• Health insurance companies that allow games of “gotcha” where their covered lives are the game pieces (click here for a Modern Healthcare piece on the issue)


Which brings me to the whole US healthcare system conundrum, which was summed up pretty well by my friend Dan Munro:

system isn't broken image

I attended the Population Health Alliance Forum conference recently in D.C. I was surrounded by middlemen – some Good Bacteria, some Ebola outbreaks – as I sat and listened to clinicians, analytics geeks, policy wonks, and carnival barkers sales types talk about issues in population health. Population health is defined as the health outcomes of a group of individuals, including the distribution of such outcomes within the group. Meaning that in most conversations where the phrase appears, you’re talking about Employer Sponsored Insurance (ESI) or Medicare. So the attendees were heavy on the big insurer and big health provider side, with a strong showing in the “we want to sell our stuff to big insurers and big health providers” cohort. I was, as far as I could tell, the only person wearing the “I’m a patient here, myself” label. I guess I was the patient voice carnival barker sales guy. Hey, we’re all selling something, even if it’s only an idea.

Meanwhile, I’m surrounded by system players in a series of hotel ballrooms in D.C. I found myself getting a little shouty with frustration on Twitter:

“Hearing *part* of my song, but where are wellness or engagement programs co-designed by PATIENTS? ” 

“US Preventive Med has powerful mission statement, but what about SOCIAL DETERMINANTS of health not visible in workplace?

Population health needs to invite people/patients to co-design programs. Otherwise, stuck in Einstein’s Theory of Insanity.

OK, kidz, here’s a reality sandwich: without Natl Patient ID (NPI), we’re stuck on slow/stupid re pop-health. Srsly.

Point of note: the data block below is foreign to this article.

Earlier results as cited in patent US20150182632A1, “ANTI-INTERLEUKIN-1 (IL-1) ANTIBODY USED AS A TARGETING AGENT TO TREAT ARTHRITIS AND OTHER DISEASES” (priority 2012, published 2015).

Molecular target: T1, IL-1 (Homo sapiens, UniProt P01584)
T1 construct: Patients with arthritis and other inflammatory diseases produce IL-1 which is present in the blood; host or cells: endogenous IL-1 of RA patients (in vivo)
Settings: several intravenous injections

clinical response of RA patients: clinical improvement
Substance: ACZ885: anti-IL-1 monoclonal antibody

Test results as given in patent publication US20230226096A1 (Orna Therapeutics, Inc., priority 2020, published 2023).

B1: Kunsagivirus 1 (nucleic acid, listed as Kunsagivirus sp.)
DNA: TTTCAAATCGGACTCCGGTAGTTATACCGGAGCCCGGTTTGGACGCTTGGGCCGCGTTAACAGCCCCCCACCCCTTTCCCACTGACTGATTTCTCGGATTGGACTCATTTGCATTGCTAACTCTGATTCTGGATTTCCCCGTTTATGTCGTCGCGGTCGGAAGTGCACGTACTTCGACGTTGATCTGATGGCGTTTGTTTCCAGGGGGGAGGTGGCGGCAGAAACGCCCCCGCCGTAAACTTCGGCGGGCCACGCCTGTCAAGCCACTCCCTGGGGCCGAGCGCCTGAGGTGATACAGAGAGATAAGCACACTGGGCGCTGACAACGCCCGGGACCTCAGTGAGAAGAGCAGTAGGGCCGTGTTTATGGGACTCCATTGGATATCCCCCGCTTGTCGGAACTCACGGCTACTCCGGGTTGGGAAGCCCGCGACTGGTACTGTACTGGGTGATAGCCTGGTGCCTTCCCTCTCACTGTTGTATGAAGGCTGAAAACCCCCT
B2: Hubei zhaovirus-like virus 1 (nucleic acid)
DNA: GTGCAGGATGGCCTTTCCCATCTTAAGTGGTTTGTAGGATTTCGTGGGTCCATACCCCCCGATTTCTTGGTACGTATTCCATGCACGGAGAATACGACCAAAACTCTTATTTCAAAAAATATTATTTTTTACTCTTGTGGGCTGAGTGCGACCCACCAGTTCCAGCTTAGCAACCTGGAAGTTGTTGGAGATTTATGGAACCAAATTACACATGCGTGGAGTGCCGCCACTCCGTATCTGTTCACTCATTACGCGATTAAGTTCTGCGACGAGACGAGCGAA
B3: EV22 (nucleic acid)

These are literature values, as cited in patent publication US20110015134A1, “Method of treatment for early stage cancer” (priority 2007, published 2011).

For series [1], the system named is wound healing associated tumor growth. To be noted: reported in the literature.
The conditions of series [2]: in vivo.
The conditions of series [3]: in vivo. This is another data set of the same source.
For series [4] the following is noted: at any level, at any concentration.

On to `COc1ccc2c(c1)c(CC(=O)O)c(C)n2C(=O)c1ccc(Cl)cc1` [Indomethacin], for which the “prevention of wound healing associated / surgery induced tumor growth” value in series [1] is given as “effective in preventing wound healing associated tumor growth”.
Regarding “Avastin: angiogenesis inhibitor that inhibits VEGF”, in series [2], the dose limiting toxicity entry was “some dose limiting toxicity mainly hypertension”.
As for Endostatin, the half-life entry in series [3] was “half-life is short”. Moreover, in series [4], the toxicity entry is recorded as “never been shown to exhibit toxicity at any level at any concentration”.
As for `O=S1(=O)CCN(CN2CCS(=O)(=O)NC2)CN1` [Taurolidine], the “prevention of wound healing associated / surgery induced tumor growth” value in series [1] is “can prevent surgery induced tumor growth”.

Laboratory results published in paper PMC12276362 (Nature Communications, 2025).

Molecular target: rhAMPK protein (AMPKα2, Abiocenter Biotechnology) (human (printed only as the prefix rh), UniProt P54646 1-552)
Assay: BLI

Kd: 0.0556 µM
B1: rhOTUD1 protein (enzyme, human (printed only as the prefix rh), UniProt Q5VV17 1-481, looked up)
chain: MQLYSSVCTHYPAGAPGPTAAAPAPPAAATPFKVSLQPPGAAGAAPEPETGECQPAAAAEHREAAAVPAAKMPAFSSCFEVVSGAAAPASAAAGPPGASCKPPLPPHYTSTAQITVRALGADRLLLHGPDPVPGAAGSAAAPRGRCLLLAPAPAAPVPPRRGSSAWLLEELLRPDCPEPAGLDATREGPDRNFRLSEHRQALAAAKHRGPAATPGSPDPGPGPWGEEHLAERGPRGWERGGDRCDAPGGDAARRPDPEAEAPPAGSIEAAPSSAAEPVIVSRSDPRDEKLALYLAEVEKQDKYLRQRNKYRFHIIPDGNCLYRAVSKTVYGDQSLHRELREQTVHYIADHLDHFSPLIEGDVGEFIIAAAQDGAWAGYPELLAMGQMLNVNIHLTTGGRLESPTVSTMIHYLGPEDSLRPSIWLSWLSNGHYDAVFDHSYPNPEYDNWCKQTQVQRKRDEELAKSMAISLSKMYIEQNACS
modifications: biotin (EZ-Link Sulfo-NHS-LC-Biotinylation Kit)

Hellllloooo. Can we start a K-12 effort “How to go to the doctor” or “How to buy health insurance” a la LITERACY, please?

Only took 70+ minutes for someone to mention PATIENTS as contributors to healthcare transformation efforts. Jayzus.

“What’s the ROI?” question in pop-health analytics session. My answer, “Human life, dude.” Srsly. Too much $$-think in US system.

That last one – the “what’s the ROI?” thing – was fueled by rage. The US healthcare system, which sucks up $3 trillion-with-a-T every year – making it the most expensive healthcare system in the world, but 11th on the Top 10 list on health outcomes – is stuck on a “what’s the ROI?” loop, driven by the carnival barkers sales guys, while human lives sink below the metric radar. In other words, loot trumps lives.
In the metaphor I’m using in this post, Ebola Outbreaks are overwhelming the Good Bacteria. So here’s what we gotta do – we gotta call out Ebola Outbreaks when and wherever they appear. If you see one, shout it out – preferably in public, like on Twitter! – and tag me. I’ll be “Nurse with the Good Bacteria,” and whistle up both some outrage, and some common sense solutions. Let’s not keep the insanity that is $3T/year in exchange for “sorta OK” on a lather/rinse/repeat cycle. Who’s with me?